SIFT key points are located in maximums and minimums in the differenceof Gaussian filtered images in scale space. The descriptors based on gradienthistograms are normalized using local maximum orientation. SURF also relieson gradients when locating and calculating descriptors for the key points. Whilethe flash may relocate shadow edges, also the gradient directions may changesince light areas can appear darker or vice versa. Heavy utilization of gradientstrengths and directions affect their robustness with flash-no-flash image pairalignment.

    2.2 Image Based Methods

    There are several methods where no key points are extracted for image align-ment, but the whole or a large part of the available image is used. Normalizedcross correlation or phase correlation based approaches are the most well knownimage based alignment methods. The Fourier-Mellin transformation has beenutilized widely for solving image translations and rotations [22].

    Mutual information (MI) has proven to be useful for registering multi-modaldata in medical applications [20]. MI is an entropy based measure describingthe shared information content between two signals, originating from Shannonsinformation theory. The typical approach is to approximate the images mutualinformation derivative with respect to all transformation parameters and applya stochastic search to find the optimal parameters [28].

    Hybrid methods of image based and interest point approaches can also bemade. Coarse alignment using an image based method and feature based ap-proaches for refining the result have been used for enhancing low-light imagesfor mobile devices [25] and also for panorama stitching [21].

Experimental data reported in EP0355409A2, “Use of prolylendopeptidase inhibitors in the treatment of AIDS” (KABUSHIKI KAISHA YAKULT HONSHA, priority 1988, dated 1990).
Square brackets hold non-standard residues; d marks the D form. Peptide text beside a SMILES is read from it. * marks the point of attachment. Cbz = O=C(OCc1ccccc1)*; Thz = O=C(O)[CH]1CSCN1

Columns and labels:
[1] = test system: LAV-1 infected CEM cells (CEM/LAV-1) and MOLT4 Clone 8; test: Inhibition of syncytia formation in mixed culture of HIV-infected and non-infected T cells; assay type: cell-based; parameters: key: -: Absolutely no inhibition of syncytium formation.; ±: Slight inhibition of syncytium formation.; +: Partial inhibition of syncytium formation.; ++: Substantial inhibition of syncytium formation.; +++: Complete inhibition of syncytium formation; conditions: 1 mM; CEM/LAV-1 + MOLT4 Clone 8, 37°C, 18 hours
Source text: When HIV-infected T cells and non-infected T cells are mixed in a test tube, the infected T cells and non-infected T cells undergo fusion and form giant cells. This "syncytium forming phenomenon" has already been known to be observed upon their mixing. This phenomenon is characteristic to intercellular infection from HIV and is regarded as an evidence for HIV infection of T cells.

3 Proposed Method

    We propose a method where interest point matches found using block phasecorrelation are refined using mutual information as the improvement criteria toovercome the problems discussed earlier. MI considers the joint distributionsof gray values in the inputs instead of comparing the gray values directly. Themutual information can therefore describe the similarity of the two image patchesenabling alignment even with multi-modal imaging cases [20]. Pulli et al. have

  • presented a similar approach but without the MI driven point refinement step[21].

    The alignment is initialized by dividing one of the input images into sub-windows. A single point is selected in each sub-window as the reference pointthat is matched in the other image using phase correlation. This gives the initialset of matching points with good control on the number of interest points, anddistributes them uniformly on the images. Iterative mutual information basedrefinement is used to find more accurate point matching in each of the sub-windows prior to solving the projective mapping between the point sets. Themethod is described and discussed in more detail below:

    1. Solve rough prealignment from low scale images2. Divide input images into sub-windows3. Find a matching point for each sub-window using phase correlation4. Refine the point pair matching using mutual information5. RANSAC for removing the outliers6. Estimate the global transformation

    Prealignment is required since the phase correlation applied for point matchingis done in fairly small windows. These windows must overlap at least by a halffor the phase correlation to work reliably. For example, when point matching inthe subwindows is done using 128 pixel correlation windows, the overlap mustbe at least 64 pixels. Because the tolerance is fairly large, the prealignment canbe done on a rough scale. Here down sampling by a factor of 4 was used.